Does the features argument become relevant: Feature argument means "How big is your red box" or what is the input dimension each step. If you want to predict from, say, 8 kinds of market information, then you can generate your data with feature==8.

Stateful: You can look up the source code. When initializing the state, if stateful==True, then the state from last training will be used as the initial state, otherwise it will generate a new state. I haven't turn on stateful yet. However, I disagree with that the batch_size can only be 1 when stateful==True.

Currently, you generate your data with collected data. Image your stock information is coming as stream, rather than waiting for a day to collect all sequential, you would like to generate input data online while training/predicting with network. If you have 400 stocks sharing a same network, then you can set batch_size==400.

Tuesday, June 1, 2021
 
KouiK
answered 7 Months ago
43

Let me explain it via an example:

So let's say you have the following series: 1,2,3,4,5,6,...,100. You have to decide how many timesteps your lstm will learn, and reshape your data as so. Like below:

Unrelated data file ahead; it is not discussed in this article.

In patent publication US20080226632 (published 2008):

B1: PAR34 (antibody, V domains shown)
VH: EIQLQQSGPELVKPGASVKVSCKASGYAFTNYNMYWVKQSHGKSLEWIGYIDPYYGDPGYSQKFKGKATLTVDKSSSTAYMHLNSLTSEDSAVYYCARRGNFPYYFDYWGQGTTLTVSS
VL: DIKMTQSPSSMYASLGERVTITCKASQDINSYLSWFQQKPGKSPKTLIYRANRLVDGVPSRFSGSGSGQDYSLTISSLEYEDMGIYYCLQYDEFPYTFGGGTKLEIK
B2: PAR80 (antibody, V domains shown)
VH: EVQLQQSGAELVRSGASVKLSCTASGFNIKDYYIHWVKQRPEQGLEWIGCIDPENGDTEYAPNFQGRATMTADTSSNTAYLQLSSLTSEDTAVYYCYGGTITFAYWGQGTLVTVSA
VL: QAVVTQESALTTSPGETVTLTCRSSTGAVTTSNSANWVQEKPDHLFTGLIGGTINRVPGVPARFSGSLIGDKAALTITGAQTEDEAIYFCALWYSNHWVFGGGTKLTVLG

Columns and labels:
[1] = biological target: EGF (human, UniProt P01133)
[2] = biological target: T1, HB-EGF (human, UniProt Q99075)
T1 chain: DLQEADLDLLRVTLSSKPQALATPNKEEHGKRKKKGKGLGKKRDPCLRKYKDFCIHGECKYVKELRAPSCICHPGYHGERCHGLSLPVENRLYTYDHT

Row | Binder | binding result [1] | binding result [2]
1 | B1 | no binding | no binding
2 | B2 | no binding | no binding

if you decide time_steps = 5, you have to reshape your time series as a matrix of samples in this way:

1,2,3,4,5 -> sample1

2,3,4,5,6 -> sample2

3,4,5,6,7 -> sample3

etc...

By doing so, you will end with a matrix of shape (96 samples x 5 timesteps)

This matrix should be reshape as (96 x 5 x 1) indicating Keras that you have just 1 time series. If you have more time series in parallel (as in your case), you do the same operation on each time series, so you will end with n matrices (one for each time series) each of shape (96 sample x 5 timesteps).

For the sake of argument, let's say you 3 time series. You should concat all of three matrices into one single tensor of shape (96 samples x 5 timeSteps x 3 timeSeries). The first layer of your lstm for this example would be: